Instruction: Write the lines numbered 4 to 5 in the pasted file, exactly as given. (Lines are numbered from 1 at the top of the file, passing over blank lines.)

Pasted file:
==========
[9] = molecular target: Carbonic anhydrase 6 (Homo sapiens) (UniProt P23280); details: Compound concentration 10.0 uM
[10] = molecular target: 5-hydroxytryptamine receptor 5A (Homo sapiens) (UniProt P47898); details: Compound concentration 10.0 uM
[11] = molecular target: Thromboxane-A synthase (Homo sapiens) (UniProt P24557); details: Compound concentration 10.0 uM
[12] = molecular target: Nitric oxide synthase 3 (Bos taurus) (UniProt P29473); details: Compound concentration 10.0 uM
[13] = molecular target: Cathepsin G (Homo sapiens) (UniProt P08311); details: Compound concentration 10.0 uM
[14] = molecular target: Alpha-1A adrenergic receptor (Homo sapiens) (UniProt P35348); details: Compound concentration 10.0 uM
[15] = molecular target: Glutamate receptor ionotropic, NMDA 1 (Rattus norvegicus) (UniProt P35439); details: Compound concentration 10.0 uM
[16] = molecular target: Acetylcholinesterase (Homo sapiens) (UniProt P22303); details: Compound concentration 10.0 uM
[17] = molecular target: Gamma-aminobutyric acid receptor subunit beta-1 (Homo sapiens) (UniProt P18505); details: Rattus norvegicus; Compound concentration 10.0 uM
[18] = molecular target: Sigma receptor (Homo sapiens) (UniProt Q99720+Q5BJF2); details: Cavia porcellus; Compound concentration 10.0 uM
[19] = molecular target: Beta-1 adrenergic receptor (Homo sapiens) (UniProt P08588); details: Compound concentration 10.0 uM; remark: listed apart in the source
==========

[12] = molecular target: Nitric oxide synthase 3 (Bos taurus) (UniProt P29473); details: Compound concentration 10.0 uM
[13] = molecular target: Cathepsin G (Homo sapiens) (UniProt P08311); details: Compound concentration 10.0 uM